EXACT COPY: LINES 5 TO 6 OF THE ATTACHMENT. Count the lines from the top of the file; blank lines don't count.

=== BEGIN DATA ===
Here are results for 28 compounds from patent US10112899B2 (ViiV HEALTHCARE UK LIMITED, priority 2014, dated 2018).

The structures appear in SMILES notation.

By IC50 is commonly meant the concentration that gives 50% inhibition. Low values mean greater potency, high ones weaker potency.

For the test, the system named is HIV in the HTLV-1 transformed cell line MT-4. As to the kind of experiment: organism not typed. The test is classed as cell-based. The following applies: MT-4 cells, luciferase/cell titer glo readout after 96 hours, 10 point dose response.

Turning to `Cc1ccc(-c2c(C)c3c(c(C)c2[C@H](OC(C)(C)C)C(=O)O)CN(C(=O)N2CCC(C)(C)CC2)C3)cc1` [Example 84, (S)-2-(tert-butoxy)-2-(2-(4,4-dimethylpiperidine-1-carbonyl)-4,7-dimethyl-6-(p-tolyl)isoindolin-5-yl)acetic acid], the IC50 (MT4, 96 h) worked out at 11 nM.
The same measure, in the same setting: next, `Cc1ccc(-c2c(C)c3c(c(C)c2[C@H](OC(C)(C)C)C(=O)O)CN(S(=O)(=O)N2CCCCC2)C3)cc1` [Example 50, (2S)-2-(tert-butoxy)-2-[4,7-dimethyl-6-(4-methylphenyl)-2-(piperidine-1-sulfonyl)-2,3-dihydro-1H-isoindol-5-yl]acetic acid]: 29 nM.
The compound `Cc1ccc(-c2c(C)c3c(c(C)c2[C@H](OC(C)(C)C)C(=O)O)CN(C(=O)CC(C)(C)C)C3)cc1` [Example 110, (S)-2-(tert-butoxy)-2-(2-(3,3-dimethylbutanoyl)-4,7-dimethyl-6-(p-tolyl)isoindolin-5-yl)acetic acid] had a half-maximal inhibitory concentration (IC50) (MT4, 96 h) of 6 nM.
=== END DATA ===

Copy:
Turning to `Cc1ccc(-c2c(C)c3c(c(C)c2[C@H](OC(C)(C)C)C(=O)O)CN(C(=O)N2CCC(C)(C)CC2)C3)cc1` [Example 84, (S)-2-(tert-butoxy)-2-(2-(4,4-dimethylpiperidine-1-carbonyl)-4,7-dimethyl-6-(p-tolyl)isoindolin-5-yl)acetic acid], the IC50 (MT4, 96 h) worked out at 11 nM.
The same measure, in the same setting: next, `Cc1ccc(-c2c(C)c3c(c(C)c2[C@H](OC(C)(C)C)C(=O)O)CN(S(=O)(=O)N2CCCCC2)C3)cc1` [Example 50, (2S)-2-(tert-butoxy)-2-[4,7-dimethyl-6-(4-methylphenyl)-2-(piperidine-1-sulfonyl)-2,3-dihydro-1H-isoindol-5-yl]acetic acid]: 29 nM.